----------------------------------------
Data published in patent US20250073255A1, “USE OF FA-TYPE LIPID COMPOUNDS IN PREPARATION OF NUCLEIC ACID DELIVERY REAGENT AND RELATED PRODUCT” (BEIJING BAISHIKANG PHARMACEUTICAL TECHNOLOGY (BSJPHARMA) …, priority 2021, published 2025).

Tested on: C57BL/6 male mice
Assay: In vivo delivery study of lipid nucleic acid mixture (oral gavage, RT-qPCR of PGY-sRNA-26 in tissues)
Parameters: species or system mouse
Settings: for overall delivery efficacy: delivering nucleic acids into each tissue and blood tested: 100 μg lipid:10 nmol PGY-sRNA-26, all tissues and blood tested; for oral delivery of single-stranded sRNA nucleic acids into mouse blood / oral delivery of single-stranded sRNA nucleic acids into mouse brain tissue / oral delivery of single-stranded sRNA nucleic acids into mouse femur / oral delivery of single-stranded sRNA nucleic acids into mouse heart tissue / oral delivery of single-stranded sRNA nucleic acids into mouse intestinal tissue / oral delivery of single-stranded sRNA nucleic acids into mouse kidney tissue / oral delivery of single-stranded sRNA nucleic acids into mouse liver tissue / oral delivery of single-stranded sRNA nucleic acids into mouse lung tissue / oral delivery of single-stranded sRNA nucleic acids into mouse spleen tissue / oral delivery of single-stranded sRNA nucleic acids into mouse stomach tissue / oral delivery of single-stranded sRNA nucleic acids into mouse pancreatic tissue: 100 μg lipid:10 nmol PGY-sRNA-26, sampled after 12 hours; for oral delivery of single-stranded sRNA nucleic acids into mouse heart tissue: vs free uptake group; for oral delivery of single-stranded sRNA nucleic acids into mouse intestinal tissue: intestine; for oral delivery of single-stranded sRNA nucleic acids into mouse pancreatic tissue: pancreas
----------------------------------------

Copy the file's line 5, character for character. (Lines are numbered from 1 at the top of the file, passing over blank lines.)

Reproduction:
Settings: for overall delivery efficacy: delivering nucleic acids into each tissue and blood tested: 100 μg lipid:10 nmol PGY-sRNA-26, all tissues and blood tested; for oral delivery of single-stranded sRNA nucleic acids into mouse blood / oral delivery of single-stranded sRNA nucleic acids into mouse brain tissue / oral delivery of single-stranded sRNA nucleic acids into mouse femur / oral delivery of single-stranded sRNA nucleic acids into mouse heart tissue / oral delivery of single-stranded sRNA nucleic acids into mouse intestinal tissue / oral delivery of single-stranded sRNA nucleic acids into mouse kidney tissue / oral delivery of single-stranded sRNA nucleic acids into mouse liver tissue / oral delivery of single-stranded sRNA nucleic acids into mouse lung tissue / oral delivery of single-stranded sRNA nucleic acids into mouse spleen tissue / oral delivery of single-stranded sRNA nucleic acids into mouse stomach tissue / oral delivery of single-stranded sRNA nucleic acids into mouse pancreatic tissue: 100 μg lipid:10 nmol PGY-sRNA-26, sampled after 12 hours; for oral delivery of single-stranded sRNA nucleic acids into mouse heart tissue: vs free uptake group; for oral delivery of single-stranded sRNA nucleic acids into mouse intestinal tissue: intestine; for oral delivery of single-stranded sRNA nucleic acids into mouse pancreatic tissue: pancreas